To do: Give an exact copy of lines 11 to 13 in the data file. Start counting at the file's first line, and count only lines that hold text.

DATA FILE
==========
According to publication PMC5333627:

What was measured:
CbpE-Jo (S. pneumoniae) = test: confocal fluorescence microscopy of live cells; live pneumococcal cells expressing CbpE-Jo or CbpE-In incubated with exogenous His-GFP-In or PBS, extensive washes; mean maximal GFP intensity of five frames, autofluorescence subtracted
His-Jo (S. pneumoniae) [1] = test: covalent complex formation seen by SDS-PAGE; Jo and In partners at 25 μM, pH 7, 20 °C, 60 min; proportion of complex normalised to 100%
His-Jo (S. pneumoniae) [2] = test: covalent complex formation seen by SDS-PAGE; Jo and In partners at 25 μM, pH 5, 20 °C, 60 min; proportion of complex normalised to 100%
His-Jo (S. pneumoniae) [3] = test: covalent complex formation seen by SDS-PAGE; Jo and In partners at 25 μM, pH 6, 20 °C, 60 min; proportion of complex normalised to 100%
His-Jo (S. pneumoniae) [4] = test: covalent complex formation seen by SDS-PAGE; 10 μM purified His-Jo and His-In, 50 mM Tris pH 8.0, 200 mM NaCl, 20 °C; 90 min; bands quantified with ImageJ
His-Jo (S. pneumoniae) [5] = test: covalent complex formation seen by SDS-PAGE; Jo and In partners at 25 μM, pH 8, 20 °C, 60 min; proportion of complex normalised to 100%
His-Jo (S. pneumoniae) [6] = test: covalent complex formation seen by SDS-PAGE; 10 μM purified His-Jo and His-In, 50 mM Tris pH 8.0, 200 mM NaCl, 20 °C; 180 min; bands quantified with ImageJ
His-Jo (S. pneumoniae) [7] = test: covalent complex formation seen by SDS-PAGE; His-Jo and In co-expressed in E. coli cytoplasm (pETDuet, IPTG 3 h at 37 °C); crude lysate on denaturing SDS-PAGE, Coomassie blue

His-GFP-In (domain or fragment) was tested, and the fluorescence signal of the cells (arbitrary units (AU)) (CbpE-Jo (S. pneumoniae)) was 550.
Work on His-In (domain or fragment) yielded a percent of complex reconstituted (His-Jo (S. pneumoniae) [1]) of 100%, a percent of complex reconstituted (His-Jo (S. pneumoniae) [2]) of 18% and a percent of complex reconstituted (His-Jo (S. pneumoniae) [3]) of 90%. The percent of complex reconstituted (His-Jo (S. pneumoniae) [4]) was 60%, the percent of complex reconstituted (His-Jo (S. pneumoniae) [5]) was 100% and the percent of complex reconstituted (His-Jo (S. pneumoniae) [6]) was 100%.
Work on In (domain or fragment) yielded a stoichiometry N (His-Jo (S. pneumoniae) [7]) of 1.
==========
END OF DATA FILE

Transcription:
His-GFP-In (domain or fragment) was tested, and the fluorescence signal of the cells (arbitrary units (AU)) (CbpE-Jo (S. pneumoniae)) was 550.
Work on His-In (domain or fragment) yielded a percent of complex reconstituted (His-Jo (S. pneumoniae) [1]) of 100%, a percent of complex reconstituted (His-Jo (S. pneumoniae) [2]) of 18% and a percent of complex reconstituted (His-Jo (S. pneumoniae) [3]) of 90%. The percent of complex reconstituted (His-Jo (S. pneumoniae) [4]) was 60%, the percent of complex reconstituted (His-Jo (S. pneumoniae) [5]) was 100% and the percent of complex reconstituted (His-Jo (S. pneumoniae) [6]) was 100%.
Work on In (domain or fragment) yielded a stoichiometry N (His-Jo (S. pneumoniae) [7]) of 1.